South Africa

Elections could fundamentally change South Africa’s trajectory 

The 2024 elections could see the ANC lose its majority for the first time in 30 years, fundamentally altering South Africa’s political and economic trajectory.

This is according to Efficient Wealth managing director Dr Francois Stofberg, who said the upcoming elections could lead to the first coalition government in South Africa.

He said recent polls suggest a significant shift, with the ruling ANC potentially receiving less than 51% of the vote. 

“Such an outcome could lead to the first coalition government, which would fundamentally alter South Africa’s political and economic trajectory,” Stofberg said.

If the ANC’s support falls to around 46%, the party would likely form a coalition government, maintaining a degree of control but sharing power. 

“This coalition might not necessitate a significant shift from the ANC’s current policy direction,” he explained. 

“However, the coalition would have to navigate shared ministerial positions and potentially conflicting priorities, which could introduce policy uncertainty.”

The economic implications of such a political shift are profound. However, he does not anticipate drastic economic disruptions, as policies are expected to maintain a degree of continuity.

He said investor confidence could be tested by political adjustments and their subsequent policy impacts.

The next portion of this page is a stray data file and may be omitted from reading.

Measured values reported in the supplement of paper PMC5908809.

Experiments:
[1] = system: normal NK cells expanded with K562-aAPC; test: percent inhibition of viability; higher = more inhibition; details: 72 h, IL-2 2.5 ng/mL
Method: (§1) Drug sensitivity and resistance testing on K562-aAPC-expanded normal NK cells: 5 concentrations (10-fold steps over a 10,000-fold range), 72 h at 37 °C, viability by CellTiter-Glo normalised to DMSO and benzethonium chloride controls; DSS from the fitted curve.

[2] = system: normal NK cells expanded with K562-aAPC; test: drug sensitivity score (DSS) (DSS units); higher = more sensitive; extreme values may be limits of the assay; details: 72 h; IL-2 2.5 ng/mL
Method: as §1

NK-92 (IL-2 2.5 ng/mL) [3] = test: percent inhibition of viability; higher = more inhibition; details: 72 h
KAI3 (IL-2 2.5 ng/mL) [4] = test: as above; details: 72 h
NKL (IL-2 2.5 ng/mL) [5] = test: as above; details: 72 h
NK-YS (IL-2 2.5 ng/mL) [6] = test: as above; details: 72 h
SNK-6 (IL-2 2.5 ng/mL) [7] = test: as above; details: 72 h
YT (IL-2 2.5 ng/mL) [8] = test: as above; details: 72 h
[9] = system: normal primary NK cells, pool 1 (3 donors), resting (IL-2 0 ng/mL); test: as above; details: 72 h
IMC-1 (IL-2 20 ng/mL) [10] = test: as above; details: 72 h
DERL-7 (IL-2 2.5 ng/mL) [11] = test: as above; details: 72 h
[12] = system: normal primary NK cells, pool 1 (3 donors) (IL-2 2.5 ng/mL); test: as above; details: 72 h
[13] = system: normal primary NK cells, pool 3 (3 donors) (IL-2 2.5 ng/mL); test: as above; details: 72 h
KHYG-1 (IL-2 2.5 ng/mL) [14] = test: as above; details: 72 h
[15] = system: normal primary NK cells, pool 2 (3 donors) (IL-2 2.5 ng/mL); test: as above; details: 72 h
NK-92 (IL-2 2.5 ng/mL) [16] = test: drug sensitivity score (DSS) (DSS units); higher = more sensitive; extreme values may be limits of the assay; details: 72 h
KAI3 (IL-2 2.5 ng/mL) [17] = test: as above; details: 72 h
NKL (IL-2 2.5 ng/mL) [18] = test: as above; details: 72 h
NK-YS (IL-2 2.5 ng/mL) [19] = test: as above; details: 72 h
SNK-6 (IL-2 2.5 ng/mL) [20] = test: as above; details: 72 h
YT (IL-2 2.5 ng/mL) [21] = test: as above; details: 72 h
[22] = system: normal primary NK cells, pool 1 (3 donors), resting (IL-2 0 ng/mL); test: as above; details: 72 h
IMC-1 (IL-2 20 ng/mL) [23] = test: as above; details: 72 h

There is already some investor uncertainty in South Africa, as high international oil prices and the ongoing effects of El Niño are predicted to sustain inflation levels at around 5.2% for 2024.

While there may be a gradual decline thereafter, the South African Reserve Bank might hold interest rates steady until the latter part of 2024, reflecting a cautious approach.

Rating agency Moody’s recently said South Africa may struggle to make much more progress on resolving the country’s longstanding challenges if a coalition government emerges after elections this month.

“These include stimulating years of sluggish economic growth, curbing chronic power shortages and reducing very high unemployment,” said Aurelien Mali, vice president – senior credit officer at Moody’s.

“The current government has made incremental progress on these issues.”

Mali said that while the ANC is expected to remain the largest party, dropping under 50% of the vote will force it to form a coalition government.

“The strength or otherwise of the new administration’s mandate – and any concessions to minor parties needed to secure support – could make the already complicated management of fiscal, economic and social policy objectives even more difficult,” Mali said.


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